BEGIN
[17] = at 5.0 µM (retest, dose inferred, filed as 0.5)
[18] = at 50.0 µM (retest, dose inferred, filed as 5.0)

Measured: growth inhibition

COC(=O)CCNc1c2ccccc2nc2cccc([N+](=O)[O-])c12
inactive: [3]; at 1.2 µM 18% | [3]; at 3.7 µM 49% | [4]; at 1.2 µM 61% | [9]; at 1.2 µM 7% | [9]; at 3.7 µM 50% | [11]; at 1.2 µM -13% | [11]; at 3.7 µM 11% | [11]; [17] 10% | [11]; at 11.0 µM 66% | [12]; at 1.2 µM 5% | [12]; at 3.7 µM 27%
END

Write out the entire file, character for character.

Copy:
[17] = at 5.0 µM (retest, dose inferred, filed as 0.5)
[18] = at 50.0 µM (retest, dose inferred, filed as 5.0)

Measured: growth inhibition

COC(=O)CCNc1c2ccccc2nc2cccc([N+](=O)[O-])c12
inactive: [3]; at 1.2 µM 18% | [3]; at 3.7 µM 49% | [4]; at 1.2 µM 61% | [9]; at 1.2 µM 7% | [9]; at 3.7 µM 50% | [11]; at 1.2 µM -13% | [11]; at 3.7 µM 11% | [11]; [17] 10% | [11]; at 11.0 µM 66% | [12]; at 1.2 µM 5% | [12]; at 3.7 µM 27%